| David M. Cohen

Federal Circuit Summary

Before O’Malley, Mayer, and Reyna.  Appeal from the U.S. District Court for the District of Delaware.

Summary: A case may be exceptional if: (1) fact witnesses are compensated based on the outcome of the case, (2) relevant documents are destroyed, or (3) asserted patents were improperly revived during prosecution.  However, an award of attorneys’ fees must have some causal connection to the misconduct. 

Rembrandt Technologies, LLC and Rembrandt Technologies, L.P. (“Rembrandt”) filed suit against dozens of cable companies, cable equipment manufacturers and broadcast networks.  These cases were consolidated in the District of Delaware.  The district court entered judgment against Rembrandt as to all claims, determined that the case was exceptional and awarded over $51 million in attorneys’ fees.  The district court found the case to be exceptional because Rembrandt improperly compensated its fact witnesses based on the outcome of the case, engaged in document spoliation, and should have known that two of the asserted patents were improperly revived and thus unenforceable.

The Federal Circuit reviewed the exceptional case determination for abuse of discretion.  The Federal Circuit did not find that any of the district court’s findings were based on an “erroneous view of law or clearly erroneous assessment of the evidence.” First, Rembrandt’s agreement with its patent consultants granted them a stake in any litigation involving some of the asserted patents, and it was foreseeable at the time the agreement was signed that the consultants would become fact witnesses in the litigation. Second, after the original owner of the asserted patents was acquired, Rembrandt knew that documents were being destroyed at the original patent owner’s facilities and there was a significant risk that relevant documents were being destroyed.  Third, there was evidence that two of Rembrandt’s asserted patents were intentionally abandoned due to the belief that the inventions lacked commercial value.  However, the patents were later revived based on a statement to the USPTO that the abandonments were unintentional. Although Rembrandt was not involved in the prosecution, it had access to documents that outlined the strategy for the petitions to revive, and thus Rembrandt at least “should have known” that the revivals were improper.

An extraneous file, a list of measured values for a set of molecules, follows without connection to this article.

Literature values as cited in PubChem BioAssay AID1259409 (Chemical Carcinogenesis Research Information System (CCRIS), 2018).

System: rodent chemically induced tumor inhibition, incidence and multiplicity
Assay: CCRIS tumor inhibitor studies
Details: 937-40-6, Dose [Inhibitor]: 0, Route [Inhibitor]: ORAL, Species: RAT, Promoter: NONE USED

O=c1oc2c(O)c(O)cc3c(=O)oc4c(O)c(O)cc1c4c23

The Federal Circuit determined that the district court’s fee award did not have a causal connection to the misconduct.  In fact, the Federal Circuit found that the district court did not even attempt to assess which issues the misconduct affected, and thus remanded to the district court to conduct the proper analysis of the fee award.    


Editor: Paul Stewart